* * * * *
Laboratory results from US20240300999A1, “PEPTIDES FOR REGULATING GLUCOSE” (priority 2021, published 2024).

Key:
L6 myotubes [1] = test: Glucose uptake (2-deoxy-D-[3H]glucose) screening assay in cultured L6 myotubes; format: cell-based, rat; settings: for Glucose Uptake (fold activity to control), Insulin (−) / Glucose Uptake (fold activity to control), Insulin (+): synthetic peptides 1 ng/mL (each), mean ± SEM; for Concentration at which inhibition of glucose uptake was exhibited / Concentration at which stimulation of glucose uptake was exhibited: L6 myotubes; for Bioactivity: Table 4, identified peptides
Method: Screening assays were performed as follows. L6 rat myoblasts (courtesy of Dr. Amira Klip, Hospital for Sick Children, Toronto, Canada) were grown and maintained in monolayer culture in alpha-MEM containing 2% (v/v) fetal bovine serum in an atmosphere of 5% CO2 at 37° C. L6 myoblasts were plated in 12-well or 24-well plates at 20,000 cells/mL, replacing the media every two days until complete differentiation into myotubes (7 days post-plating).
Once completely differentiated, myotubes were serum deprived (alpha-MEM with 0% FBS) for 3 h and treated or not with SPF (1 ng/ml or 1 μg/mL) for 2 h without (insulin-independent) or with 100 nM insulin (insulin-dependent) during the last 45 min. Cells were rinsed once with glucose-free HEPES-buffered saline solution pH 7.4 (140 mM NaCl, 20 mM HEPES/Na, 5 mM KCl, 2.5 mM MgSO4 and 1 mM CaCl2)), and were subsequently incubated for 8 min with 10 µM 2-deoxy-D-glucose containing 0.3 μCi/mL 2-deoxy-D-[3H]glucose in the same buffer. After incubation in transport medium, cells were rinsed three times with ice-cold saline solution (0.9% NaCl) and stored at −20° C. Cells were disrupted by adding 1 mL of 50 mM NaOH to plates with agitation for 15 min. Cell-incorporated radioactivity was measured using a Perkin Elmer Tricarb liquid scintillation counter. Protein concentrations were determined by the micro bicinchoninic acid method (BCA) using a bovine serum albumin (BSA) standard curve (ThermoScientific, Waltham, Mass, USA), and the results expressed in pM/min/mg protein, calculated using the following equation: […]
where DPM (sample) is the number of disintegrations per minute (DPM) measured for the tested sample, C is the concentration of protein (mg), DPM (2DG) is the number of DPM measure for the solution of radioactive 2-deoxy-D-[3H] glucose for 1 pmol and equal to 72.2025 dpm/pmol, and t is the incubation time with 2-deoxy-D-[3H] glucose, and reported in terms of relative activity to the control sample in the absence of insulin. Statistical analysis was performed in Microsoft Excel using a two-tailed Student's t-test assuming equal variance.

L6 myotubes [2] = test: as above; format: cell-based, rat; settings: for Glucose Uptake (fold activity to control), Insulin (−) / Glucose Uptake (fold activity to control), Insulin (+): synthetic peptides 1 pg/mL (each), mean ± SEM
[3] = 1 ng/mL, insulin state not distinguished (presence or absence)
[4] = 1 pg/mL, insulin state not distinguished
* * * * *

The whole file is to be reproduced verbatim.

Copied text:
Laboratory results from US20240300999A1, “PEPTIDES FOR REGULATING GLUCOSE” (priority 2021, published 2024).

Key:
L6 myotubes [1] = test: Glucose uptake (2-deoxy-D-[3H]glucose) screening assay in cultured L6 myotubes; format: cell-based, rat; settings: for Glucose Uptake (fold activity to control), Insulin (−) / Glucose Uptake (fold activity to control), Insulin (+): synthetic peptides 1 ng/mL (each), mean ± SEM; for Concentration at which inhibition of glucose uptake was exhibited / Concentration at which stimulation of glucose uptake was exhibited: L6 myotubes; for Bioactivity: Table 4, identified peptides
Method: Screening assays were performed as follows. L6 rat myoblasts (courtesy of Dr. Amira Klip, Hospital for Sick Children, Toronto, Canada) were grown and maintained in monolayer culture in alpha-MEM containing 2% (v/v) fetal bovine serum in an atmosphere of 5% CO2 at 37° C. L6 myoblasts were plated in 12-well or 24-well plates at 20,000 cells/mL, replacing the media every two days until complete differentiation into myotubes (7 days post-plating).
Once completely differentiated, myotubes were serum deprived (alpha-MEM with 0% FBS) for 3 h and treated or not with SPF (1 ng/ml or 1 μg/mL) for 2 h without (insulin-independent) or with 100 nM insulin (insulin-dependent) during the last 45 min. Cells were rinsed once with glucose-free HEPES-buffered saline solution pH 7.4 (140 mM NaCl, 20 mM HEPES/Na, 5 mM KCl, 2.5 mM MgSO4 and 1 mM CaCl2)), and were subsequently incubated for 8 min with 10 µM 2-deoxy-D-glucose containing 0.3 μCi/mL 2-deoxy-D-[3H]glucose in the same buffer. After incubation in transport medium, cells were rinsed three times with ice-cold saline solution (0.9% NaCl) and stored at −20° C. Cells were disrupted by adding 1 mL of 50 mM NaOH to plates with agitation for 15 min. Cell-incorporated radioactivity was measured using a Perkin Elmer Tricarb liquid scintillation counter. Protein concentrations were determined by the micro bicinchoninic acid method (BCA) using a bovine serum albumin (BSA) standard curve (ThermoScientific, Waltham, Mass, USA), and the results expressed in pM/min/mg protein, calculated using the following equation: […]
where DPM (sample) is the number of disintegrations per minute (DPM) measured for the tested sample, C is the concentration of protein (mg), DPM (2DG) is the number of DPM measure for the solution of radioactive 2-deoxy-D-[3H] glucose for 1 pmol and equal to 72.2025 dpm/pmol, and t is the incubation time with 2-deoxy-D-[3H] glucose, and reported in terms of relative activity to the control sample in the absence of insulin. Statistical analysis was performed in Microsoft Excel using a two-tailed Student's t-test assuming equal variance.

L6 myotubes [2] = test: as above; format: cell-based, rat; settings: for Glucose Uptake (fold activity to control), Insulin (−) / Glucose Uptake (fold activity to control), Insulin (+): synthetic peptides 1 pg/mL (each), mean ± SEM
[3] = 1 ng/mL, insulin state not distinguished (presence or absence)
[4] = 1 pg/mL, insulin state not distinguished